Link to Visual map: Paper Project Map
Link to Supporting material: Creative Map Key page 1
Supporting essay to Head Chef collection exhibition:
Exhibiting a collection of sorts in a gallery space (Building 76 foyer)
I have no knowledge on collections and the way that they are presented to others beyond a simple box in your bedroom. I decided to do a general Pinterest board on collections to get an idea of what I could collect or to get inspiration to help me see that I already have an existing collection.
Reflective notes on the Pinterest board:
From getting some inspiration, I need to decide on what my collection would be of and how I would exhibit the collection within the gallery space.
I’ve decided on exhibiting a collection of family recipes. In making this decision, I thought that I wanted to do a collection that had some connection to my family because I felt that it would link into my photograph used for Task 1 which was significant because of it’s relation to my family. I wanted to collect something to do with my family but that concept surely was not the first thing to come to mind.
I eventually decided to chose to do a collection of family recipes. This is a pre-exisitng collection within my family that my grandmother started in 1960. I chose to do the family recipes because food is such a central factor in my immediate family and extended family. Whether it’s a celebration, sad event or just a gathering, food is always present and is given so much attention. The entire day leading up to whichever event, will be devoted to preparing and cooking the food. The food of which is always taken from the family recipe book. By now, my mother, grandmother and aunts know the recipes off by heart but someday my brother, cousins and I will know them too and pass them down just like my grandmother passed it down to my mother and her siblings. My grandmother is seen as the matriarch of my family. The level of respect, love and adoration that my entire family has for her is incomparable. She is constantly giving us advice and lectures when they’re needed, and when they’re not. During those, she commonly makes reference to food and these family recipes specifically. Due to that, I constantly would say that she knows and gives us the instructions (the recipes) to cook up a beautiful life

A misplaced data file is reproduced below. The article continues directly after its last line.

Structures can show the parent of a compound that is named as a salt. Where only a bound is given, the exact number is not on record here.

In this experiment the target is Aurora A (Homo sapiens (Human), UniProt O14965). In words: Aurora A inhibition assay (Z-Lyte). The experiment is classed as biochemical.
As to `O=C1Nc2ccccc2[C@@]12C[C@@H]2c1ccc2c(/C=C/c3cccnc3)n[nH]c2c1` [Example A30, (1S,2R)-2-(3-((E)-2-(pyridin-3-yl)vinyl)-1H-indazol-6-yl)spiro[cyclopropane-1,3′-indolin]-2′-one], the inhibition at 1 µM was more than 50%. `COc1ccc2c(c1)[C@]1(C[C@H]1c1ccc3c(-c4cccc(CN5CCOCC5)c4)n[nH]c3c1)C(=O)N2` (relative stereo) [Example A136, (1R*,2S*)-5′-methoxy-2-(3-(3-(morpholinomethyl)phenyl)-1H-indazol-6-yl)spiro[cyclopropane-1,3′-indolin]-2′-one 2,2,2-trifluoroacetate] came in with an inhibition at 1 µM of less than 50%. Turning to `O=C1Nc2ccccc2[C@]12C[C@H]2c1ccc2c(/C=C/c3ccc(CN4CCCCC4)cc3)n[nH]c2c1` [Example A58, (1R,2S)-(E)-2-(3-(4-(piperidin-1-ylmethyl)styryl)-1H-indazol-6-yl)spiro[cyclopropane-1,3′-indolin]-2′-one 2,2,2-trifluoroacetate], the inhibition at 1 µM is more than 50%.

Exhibiting these recipes will be a prideful momens and my anticipation for the exhibition is high.
I looked at some images of recipes to see if I could get some inspiration. However, I found that there was very few examples which validated my decision to exhibit my family recipes.
I then decided to look into how I can present and layout my recipes in a way that is aesthetically pleasing but also shows the value they have through its aesthetic.
I chose the highlighted idea of layout and presentation: A white frame with 9 or 12 of the recipes in either a 3 x 3 formation or 3 x 4. This idea is the most appealing to me because of its simplicity. I feel that the simplicity of the aesthetic puts emphasis on the recipes themselves otherwise the aesthetic would distract from the recipes.
From my Pinterest board “PP In Class – Task 2 – Collections”, there was an image (shown below) that I pinned containing paper. This image came back into my mind once I had decided on the layout because I feel like I could possibly replicate the layout of the image into my exhibition.
But after analysing the mockup sketch, I feel that the layout would contradict my reasoning in deciding on the initial layout; it’s too hectic and distracts from the recipes themselves. I say this because in the Pinterest image, my attention is on how the look of the layout is so different and eye-catching as opposed to what the papers are actually about.
So I’ve decided to go back to my initial layout decision
Now that I’ve decided on the layout, I’m starting to think about what the recipes themselves will look like within the frame.